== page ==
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High contrast observations of circumstellar disks with the Gemini Planet Imager's polarimetry mode
Author(s): Maxwell A. Millar-Blanchaer; Thomas M. Esposito; Kevin Stahl; Michael P. Fitzgerald; Marshall D. Perrin; Paul Kalas; Bruce Macintosh; James R. Graham
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Paper Abstract

The Gemini Planet Imager (GPI) is a near-infrared high-contrast imager on the 8-m Gemini South telescope, optimized for the direct detection and characterization of extrasolar Jovian-mass planets and circumstellar disks. The instrument includes a dual-channel polarimetry mode designed to detect the inherently polarized light scattered off debris disks and protoplanetary disks and suppress unpolarized light from the host star. GPI has imaged over two dozen circumstellar disks {detecting some for the first time in scattered light {and carried out polarimetric measurements of brown dwarfs and exoplanets. Here, we review the current status of the debris disk component of the GPI Exoplanet Survey and report on updates to standard data reduction techniques that improve upon the achievable polarimetric contrasts.

Paper Details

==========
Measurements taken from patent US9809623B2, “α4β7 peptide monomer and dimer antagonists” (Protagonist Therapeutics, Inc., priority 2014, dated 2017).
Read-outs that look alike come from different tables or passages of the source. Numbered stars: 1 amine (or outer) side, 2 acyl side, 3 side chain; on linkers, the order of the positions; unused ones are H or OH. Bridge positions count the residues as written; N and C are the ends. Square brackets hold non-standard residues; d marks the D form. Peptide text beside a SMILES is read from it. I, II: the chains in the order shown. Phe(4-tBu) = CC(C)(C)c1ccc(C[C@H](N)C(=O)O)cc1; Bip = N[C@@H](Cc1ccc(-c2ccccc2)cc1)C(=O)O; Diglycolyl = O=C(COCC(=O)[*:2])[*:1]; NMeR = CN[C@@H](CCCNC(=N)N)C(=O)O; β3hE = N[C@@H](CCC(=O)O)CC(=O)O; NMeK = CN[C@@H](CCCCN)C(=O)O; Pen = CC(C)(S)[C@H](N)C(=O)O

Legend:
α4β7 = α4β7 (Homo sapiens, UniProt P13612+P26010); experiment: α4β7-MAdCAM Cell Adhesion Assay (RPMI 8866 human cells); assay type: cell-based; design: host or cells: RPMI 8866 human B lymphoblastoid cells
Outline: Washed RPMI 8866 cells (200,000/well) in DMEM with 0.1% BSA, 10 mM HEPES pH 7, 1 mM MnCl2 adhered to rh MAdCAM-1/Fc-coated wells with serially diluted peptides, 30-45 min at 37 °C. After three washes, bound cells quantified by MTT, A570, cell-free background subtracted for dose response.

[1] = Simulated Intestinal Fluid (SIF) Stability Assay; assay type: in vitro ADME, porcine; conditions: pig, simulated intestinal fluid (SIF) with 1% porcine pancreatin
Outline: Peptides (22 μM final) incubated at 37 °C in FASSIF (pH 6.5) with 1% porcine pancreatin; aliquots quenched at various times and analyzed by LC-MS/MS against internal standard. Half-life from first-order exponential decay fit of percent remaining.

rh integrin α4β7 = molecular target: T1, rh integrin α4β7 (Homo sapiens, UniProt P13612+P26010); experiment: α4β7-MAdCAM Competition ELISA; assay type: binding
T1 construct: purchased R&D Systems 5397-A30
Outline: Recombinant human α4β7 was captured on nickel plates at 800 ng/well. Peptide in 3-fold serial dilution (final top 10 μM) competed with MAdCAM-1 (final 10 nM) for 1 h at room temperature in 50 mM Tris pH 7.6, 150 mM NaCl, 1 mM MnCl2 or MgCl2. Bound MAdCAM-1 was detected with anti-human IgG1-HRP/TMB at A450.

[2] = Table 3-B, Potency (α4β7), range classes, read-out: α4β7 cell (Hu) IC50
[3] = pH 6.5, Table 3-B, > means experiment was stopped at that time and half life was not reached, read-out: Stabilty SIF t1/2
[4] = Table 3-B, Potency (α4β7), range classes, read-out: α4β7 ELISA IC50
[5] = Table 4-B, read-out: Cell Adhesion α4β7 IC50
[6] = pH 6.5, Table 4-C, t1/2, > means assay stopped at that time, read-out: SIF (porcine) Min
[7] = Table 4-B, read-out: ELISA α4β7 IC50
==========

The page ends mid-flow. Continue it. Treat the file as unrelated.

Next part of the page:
Date Published: 7 September 2017
PDF: 13 pages
Proc. SPIE 10407, Polarization Science and Remote Sensing VIII, 104070V (7 September 2017); doi: 10.1117/12.2275823
Show Author Affiliations
Maxwell A. Millar-Blanchaer, Jet Propulsion Lab. (United States)
Thomas M. Esposito, Univ. of California, Berkeley (United States)
Kevin Stahl, Univ. of California, Los Angeles (United States)
Michael P. Fitzgerald, Univ. of California, Los Angeles (United States)
Marshall D. Perrin, Space Telescope Science Institute (United States)
Paul Kalas, Univ. of California, Berkeley (United States)
Bruce Macintosh, Stanford Univ. (United States)
James R. Graham, Univ. of California, Berkeley (United States)


Published in SPIE Proceedings Vol. 10407:
Polarization Science and Remote Sensing VIII
Joseph A. Shaw; Frans Snik, Editor(s)

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